US-Morocco Strategic Partnership: Two Centuries of Unwavering Friendship

Edward M. Gabriel (Ambassador to Morocco, 1997-2001)

Cross-posted from Ambassador Gabriel’s December 21, 2013 special to Middle East Online.


At their November 22 meeting in the White House, held against the backdrop of nuclear talks with Iran and the ongoing civil war in Syria, President Obama and Morocco’s King Mohammed VI took full advantage to enhance the strategic alliance between the US and a critical American ally and longtime friend in the Middle East/North Africa region.

In the joint statement issued after the meeting, the two leaders “stressed that this important visit provides an opportunity to map out a new and ambitious plan for the strategic partnership,” and they “pledged to advance our shared priorities of a secure, stable, and prosperous Maghreb, Africa, and Middle East.”

This is no small thing in a region marked by instability, anti-Americanism, and struggling democratic institutions — from Egypt and Libya to Tunisia and Algeria. Clearly, both the President and the King recognized the importance of our shared values, common interests, and two-centuries-old, mutually beneficial friendship in addressing critical issues that threaten peace and security.

President Obama acknowledged in the joint statement that Morocco stands out as model of stability and progress. The President “commended the action and the leadership of His Majesty the King in deepening democracy and promoting economic progress and human development during the past decade.”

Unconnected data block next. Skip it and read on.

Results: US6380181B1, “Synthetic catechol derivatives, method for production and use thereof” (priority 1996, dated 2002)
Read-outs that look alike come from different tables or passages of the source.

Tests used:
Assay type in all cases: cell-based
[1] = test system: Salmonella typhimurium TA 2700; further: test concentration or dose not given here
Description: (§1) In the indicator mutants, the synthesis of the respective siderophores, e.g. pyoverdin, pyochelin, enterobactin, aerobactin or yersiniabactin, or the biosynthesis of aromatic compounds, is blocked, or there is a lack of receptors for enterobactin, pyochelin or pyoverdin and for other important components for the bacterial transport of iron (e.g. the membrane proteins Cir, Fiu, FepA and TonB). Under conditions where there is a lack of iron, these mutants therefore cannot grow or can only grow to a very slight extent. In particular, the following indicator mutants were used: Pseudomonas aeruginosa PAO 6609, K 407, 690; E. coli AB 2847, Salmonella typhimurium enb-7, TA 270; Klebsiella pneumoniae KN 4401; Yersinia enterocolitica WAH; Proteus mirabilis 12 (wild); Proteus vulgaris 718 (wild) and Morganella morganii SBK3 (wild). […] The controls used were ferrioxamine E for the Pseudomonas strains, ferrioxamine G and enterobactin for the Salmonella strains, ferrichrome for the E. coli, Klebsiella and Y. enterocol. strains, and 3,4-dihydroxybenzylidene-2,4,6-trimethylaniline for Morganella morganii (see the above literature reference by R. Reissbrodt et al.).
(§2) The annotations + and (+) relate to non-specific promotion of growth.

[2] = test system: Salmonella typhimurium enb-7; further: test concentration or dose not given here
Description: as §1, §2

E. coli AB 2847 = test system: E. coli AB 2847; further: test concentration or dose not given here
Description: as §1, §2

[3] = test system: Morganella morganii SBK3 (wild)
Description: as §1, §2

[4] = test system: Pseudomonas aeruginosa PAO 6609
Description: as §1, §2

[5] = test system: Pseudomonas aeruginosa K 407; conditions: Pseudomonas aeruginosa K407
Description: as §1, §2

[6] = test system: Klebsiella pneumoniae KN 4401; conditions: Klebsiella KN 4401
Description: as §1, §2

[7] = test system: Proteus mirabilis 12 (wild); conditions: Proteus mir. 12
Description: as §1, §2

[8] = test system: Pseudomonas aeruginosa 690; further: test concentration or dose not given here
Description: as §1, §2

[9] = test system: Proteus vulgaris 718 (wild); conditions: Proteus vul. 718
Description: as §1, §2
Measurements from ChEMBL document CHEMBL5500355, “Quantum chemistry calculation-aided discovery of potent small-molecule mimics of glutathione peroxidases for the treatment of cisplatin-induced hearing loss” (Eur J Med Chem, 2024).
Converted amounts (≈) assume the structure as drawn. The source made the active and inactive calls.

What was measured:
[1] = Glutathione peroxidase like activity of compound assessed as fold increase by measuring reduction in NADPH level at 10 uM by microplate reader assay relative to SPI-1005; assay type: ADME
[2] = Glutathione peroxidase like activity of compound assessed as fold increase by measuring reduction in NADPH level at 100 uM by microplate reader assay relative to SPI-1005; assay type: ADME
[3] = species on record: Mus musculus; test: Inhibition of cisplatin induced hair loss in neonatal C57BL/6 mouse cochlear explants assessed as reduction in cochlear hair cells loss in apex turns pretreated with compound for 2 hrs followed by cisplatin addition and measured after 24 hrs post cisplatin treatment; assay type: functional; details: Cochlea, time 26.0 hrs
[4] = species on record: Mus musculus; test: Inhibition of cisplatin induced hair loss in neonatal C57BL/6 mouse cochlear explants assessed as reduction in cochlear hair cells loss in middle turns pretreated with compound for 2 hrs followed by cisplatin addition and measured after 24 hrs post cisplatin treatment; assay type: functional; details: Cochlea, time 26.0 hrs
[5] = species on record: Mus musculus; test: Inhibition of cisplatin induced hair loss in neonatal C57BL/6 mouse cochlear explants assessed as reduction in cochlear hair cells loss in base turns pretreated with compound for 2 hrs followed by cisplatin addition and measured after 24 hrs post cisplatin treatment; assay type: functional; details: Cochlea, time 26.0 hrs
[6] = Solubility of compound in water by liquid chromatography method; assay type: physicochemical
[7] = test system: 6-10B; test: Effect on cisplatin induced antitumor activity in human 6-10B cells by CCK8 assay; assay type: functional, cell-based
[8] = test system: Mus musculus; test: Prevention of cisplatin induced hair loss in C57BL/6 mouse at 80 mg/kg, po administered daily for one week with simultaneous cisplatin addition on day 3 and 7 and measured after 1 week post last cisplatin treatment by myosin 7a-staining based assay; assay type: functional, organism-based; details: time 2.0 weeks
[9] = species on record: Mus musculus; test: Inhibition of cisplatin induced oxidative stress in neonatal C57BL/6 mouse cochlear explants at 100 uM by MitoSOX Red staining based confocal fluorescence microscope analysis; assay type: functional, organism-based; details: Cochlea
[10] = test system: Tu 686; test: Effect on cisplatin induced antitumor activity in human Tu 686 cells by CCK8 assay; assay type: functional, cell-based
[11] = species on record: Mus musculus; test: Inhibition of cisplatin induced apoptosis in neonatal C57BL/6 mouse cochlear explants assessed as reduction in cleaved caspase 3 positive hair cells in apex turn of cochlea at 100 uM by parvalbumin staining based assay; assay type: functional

The President and King Mohammed reaffirmed their commitment to work together to realize the promise of Morocco’s 2011 progressive constitution and explore ways in which the United States can help strengthen Morocco’s democratic institutions, civil society, and efforts towards inclusive governance.

The allies noted their shared commitment to deal with key global issues, including the fight against terrorism, the protection of human rights, and regional security in North Africa and the Middle East. To confront these challenges, they announced their intention to join together on initiatives regarding food security, human and economic development, and access to energy in Africa, a continent where Morocco has strong friendships and religious and cultural ties, and where it has been working to share its economic and technical experience to promote human development.

Most importantly, the joint statement recognized that resolving the decades-old Western Sahara conflict is crucial for security in the Sahara-Sahel. It confirmed that the “US policy toward the Western Sahara has remained consistent for many years,” since it was first adopted by President Clinton when it called for a solution that grants autonomy for the residents of the Sahara under Moroccan sovereignty. “The United States has made clear that Morocco’s autonomy plan is serious, realistic, and credible, and that it represents a potential approach that could satisfy the aspirations of the people in the Western Sahara to run their own affairs in peace and dignity.”

The two leaders went further, affirming their “shared commitment to the improvement of the lives of the people of the Western Sahara.” This reflects a US decision to support programs and policies that will advance the economic, social, and cultural needs in the Western Sahara, a broader approach to resolving the conflict that is the fundamental issue in finding stability and security in North Africa.

More than two hundred years ago, in 1789, thanking Morocco’s Sultan Mohammed III for protecting American ships from Barbary pirates, George Washington wrote, “We flatter ourselves that one day we will be useful to our friends.” The joint statement of November 22nd confirms this unbroken commitment and strategic importance between the United States and Morocco.


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